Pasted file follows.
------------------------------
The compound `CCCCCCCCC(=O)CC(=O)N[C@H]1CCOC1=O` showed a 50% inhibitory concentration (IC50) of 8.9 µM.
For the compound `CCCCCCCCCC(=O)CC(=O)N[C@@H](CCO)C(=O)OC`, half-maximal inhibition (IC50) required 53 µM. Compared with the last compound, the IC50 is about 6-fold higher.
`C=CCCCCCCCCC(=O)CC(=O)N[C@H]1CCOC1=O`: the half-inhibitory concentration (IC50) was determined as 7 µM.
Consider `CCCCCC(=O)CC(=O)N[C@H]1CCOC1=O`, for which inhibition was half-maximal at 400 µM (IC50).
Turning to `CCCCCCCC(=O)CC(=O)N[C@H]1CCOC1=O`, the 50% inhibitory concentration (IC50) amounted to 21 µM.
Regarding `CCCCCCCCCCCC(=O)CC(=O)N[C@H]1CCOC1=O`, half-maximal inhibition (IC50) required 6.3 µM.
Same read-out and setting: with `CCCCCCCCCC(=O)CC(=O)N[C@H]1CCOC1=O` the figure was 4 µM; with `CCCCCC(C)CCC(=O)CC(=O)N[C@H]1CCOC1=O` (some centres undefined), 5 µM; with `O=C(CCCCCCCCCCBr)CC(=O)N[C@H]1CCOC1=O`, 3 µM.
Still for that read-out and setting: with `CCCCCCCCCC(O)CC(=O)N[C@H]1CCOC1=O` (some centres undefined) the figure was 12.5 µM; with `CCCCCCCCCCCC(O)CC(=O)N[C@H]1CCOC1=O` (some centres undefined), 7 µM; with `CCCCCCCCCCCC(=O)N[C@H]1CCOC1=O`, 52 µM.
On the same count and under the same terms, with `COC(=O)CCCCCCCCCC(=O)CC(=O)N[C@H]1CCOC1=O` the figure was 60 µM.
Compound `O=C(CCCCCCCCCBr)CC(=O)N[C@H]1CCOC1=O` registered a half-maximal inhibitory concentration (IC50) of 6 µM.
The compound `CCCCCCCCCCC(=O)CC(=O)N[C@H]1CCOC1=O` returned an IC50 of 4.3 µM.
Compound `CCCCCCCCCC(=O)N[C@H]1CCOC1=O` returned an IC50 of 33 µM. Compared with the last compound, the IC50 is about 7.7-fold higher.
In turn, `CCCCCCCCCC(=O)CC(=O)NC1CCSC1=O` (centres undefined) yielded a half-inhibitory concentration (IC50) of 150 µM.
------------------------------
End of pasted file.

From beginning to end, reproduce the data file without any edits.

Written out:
The compound `CCCCCCCCC(=O)CC(=O)N[C@H]1CCOC1=O` showed a 50% inhibitory concentration (IC50) of 8.9 µM.
For the compound `CCCCCCCCCC(=O)CC(=O)N[C@@H](CCO)C(=O)OC`, half-maximal inhibition (IC50) required 53 µM. Compared with the last compound, the IC50 is about 6-fold higher.
`C=CCCCCCCCCC(=O)CC(=O)N[C@H]1CCOC1=O`: the half-inhibitory concentration (IC50) was determined as 7 µM.
Consider `CCCCCC(=O)CC(=O)N[C@H]1CCOC1=O`, for which inhibition was half-maximal at 400 µM (IC50).
Turning to `CCCCCCCC(=O)CC(=O)N[C@H]1CCOC1=O`, the 50% inhibitory concentration (IC50) amounted to 21 µM.
Regarding `CCCCCCCCCCCC(=O)CC(=O)N[C@H]1CCOC1=O`, half-maximal inhibition (IC50) required 6.3 µM.
Same read-out and setting: with `CCCCCCCCCC(=O)CC(=O)N[C@H]1CCOC1=O` the figure was 4 µM; with `CCCCCC(C)CCC(=O)CC(=O)N[C@H]1CCOC1=O` (some centres undefined), 5 µM; with `O=C(CCCCCCCCCCBr)CC(=O)N[C@H]1CCOC1=O`, 3 µM.
Still for that read-out and setting: with `CCCCCCCCCC(O)CC(=O)N[C@H]1CCOC1=O` (some centres undefined) the figure was 12.5 µM; with `CCCCCCCCCCCC(O)CC(=O)N[C@H]1CCOC1=O` (some centres undefined), 7 µM; with `CCCCCCCCCCCC(=O)N[C@H]1CCOC1=O`, 52 µM.
On the same count and under the same terms, with `COC(=O)CCCCCCCCCC(=O)CC(=O)N[C@H]1CCOC1=O` the figure was 60 µM.
Compound `O=C(CCCCCCCCCBr)CC(=O)N[C@H]1CCOC1=O` registered a half-maximal inhibitory concentration (IC50) of 6 µM.
The compound `CCCCCCCCCCC(=O)CC(=O)N[C@H]1CCOC1=O` returned an IC50 of 4.3 µM.
Compound `CCCCCCCCCC(=O)N[C@H]1CCOC1=O` returned an IC50 of 33 µM. Compared with the last compound, the IC50 is about 7.7-fold higher.
In turn, `CCCCCCCCCC(=O)CC(=O)NC1CCSC1=O` (centres undefined) yielded a half-inhibitory concentration (IC50) of 150 µM.